Asking the right questions is critical to make the right decision about choosing your puppy. We propose some questions below and these are a good starting point to help you get better informed about your breeder and the specific litter you are interested in. Breeders will appreciate your well-thought-out questions. When you are buying a puppy the only mistake is not asking any questions.

There are quite many Leonberger breeders in Poland, and in the announcements about puppies, breeders provide various magic letters referring to the research and titles of the dogs. So let’s try to explain it all. When choosing a kennel, it is worth visiting or at least talking to few breeders. For many breeders selling a puppy means the buyer will become part of their family or friends. Sometimes the relationship between breeder and buyer becomes the friendship for many years. There is a saying that you can’t choose family, but this family you can choose and it is better to do it consciously. Support from the breeder is very important through the dog’s life.

Leonbergers, like most molois breeds, can be problematic during the growth period, and as adults they can struggle with health problems, e.g. with dysplasia of the joints, eye or heart diseases. The tested and healthy parents will not guarantee us a 100% healthy puppy (nothing and no one can guarantee it), but it increases the chance that the puppy will be healthy like his/her parents. Mentally well-balanced parents of puppies, especially the mother, give a better chance for balanced offspring. If the mother shows fear or aggression, the offspring may not only inherit this trait, but also simply learn that behaviour. Where and how little Leonbergers grow up has high impact on them. Puppies should be in frequent contact with the breeder and have access to the house to learn as many sounds of everyday life as possible. It’s worth asking the breeder how puppies are socialized. The little ones should be provided with many stimulus; it’s worth looking around to see if they have a variety of toys. Puppy playgrounds are fashionable now – but they are not necessary. The playground will not provide itself socialisation to the puppies, it must be done by the breeder and then the owner. The playground is only an addition, although a welcome attraction.

Bridge on playground

Some sample questions for the breeder:

How many dogs do you have (you have had)?

How often do you have puppies?

How many litters did you have in yours kennel?

How many litters did you have this year?

Do you breed other breeds?

What can you say about the longevity of dogs from your kennel?

How long do Leonbergers live?

What is the oldest Leonberger you have bred?

Let’s move on to the explanation of the health testing – it should be noted here that there are no required by polish kennel club medical tests for Leonbergers – this is the breeder’s goodwill and it speaks well of him.

Looking at the test results, we see the symbols HD, ED, OCD, LPN1, LPN2, LEMP, LPPN3, the meaning of which we will explain in a moment. Dysplasia, i.e. joint mismatch, with age such mismatch causes abrasion of elements and causes pain for the dog. This is the easiest way to describe it without going into details. Dysplasia can affect any joint, in dogs we most often test HD, i.e. hip dysplasia, and here the results can be: A – perfect hip joints, B – healthy, though not perfect joints, C – mild dysplasia, D – dysplasia, E – severe dysplasia. These are FCI (Federation Cynologique Internationale / International Cynological Federation) markings, in some countries there are other markings, but we will not discuss this topic in this article, we provide the markings used in Poland. The next joints we examine are the elbows, the abbreviation ED, we have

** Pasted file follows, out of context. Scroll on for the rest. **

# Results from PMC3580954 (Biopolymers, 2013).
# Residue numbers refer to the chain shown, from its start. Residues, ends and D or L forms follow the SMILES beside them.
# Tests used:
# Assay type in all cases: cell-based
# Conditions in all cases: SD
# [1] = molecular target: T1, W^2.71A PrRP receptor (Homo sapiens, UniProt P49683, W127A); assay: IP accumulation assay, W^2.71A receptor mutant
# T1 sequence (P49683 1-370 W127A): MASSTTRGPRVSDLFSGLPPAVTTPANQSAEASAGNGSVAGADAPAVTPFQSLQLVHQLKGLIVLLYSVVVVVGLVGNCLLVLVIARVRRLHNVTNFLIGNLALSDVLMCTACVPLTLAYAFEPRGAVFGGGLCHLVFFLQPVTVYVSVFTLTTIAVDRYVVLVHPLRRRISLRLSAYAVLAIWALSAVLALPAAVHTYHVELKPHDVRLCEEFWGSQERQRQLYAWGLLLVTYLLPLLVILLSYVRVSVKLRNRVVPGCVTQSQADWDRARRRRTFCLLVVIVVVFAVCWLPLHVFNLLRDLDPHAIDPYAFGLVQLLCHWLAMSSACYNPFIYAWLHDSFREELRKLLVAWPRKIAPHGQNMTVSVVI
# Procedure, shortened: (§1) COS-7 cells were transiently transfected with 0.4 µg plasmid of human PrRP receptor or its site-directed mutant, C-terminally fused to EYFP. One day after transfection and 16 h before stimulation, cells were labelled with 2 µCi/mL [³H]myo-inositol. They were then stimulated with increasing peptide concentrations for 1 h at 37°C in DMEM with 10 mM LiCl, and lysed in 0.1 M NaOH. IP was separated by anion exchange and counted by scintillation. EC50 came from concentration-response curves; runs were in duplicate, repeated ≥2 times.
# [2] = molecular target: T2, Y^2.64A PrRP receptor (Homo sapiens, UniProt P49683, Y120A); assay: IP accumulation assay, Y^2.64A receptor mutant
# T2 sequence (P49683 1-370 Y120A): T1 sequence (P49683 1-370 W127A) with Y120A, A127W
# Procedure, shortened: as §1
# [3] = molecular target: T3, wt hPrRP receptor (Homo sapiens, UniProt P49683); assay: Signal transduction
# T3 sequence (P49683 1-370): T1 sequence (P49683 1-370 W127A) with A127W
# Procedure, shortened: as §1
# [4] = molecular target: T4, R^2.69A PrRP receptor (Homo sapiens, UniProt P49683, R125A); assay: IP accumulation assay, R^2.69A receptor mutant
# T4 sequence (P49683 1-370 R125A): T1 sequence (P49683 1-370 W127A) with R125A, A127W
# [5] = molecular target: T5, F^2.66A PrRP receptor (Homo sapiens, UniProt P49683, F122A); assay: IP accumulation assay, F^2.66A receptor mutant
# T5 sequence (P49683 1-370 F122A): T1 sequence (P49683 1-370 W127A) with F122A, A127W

0 – healthy joints, 1 – 1st degree dysplasia, 2 – 2nd degree dysplasia and 3 – 3rd degree dysplasia. Breeding with a result other than 0 is not recommended, but 1 is also approved for breeding (not in all countries). Another test that we can come across is OCD – osteochondrosis, and it concerns the shoulder joints, but OCD can be in any joint. The result can be 0/0 or – / -, both markings mean that the dog is free (healthy). In Poland, the results of HD, ED and OCD are marked in the pedigree document of female / male.

Gentests beim Leonberger

Other tests typical of the Leonberger breed are LPN 1 and 2, LEMP and LPPN 3, these are genetic tests for neurological diseases, more fully described in the Health section. The symbol N/N means that the dog is free from the mutation, D/N means that he is the carrier of mutation but healthy, and D/D means that it is sick. In breeding we use dogs N/N and D/N, so one of the parents must be N/N if the other is D/N, we never mate D/N x D/N individuals. After both N/N parents, the whole litter has a N/N result, i.e. healthy, after D/N and N/N parents, some puppies may be carriers, but they will be healthy. The exception is LPN 2, here we only use N/N individuals for breeding. Unfortunately, there are many more mutations and it may happen that the dog is N/N and has symptoms of polyneuropathy or laryngeal paralysis. Research on other mutations is ongoing.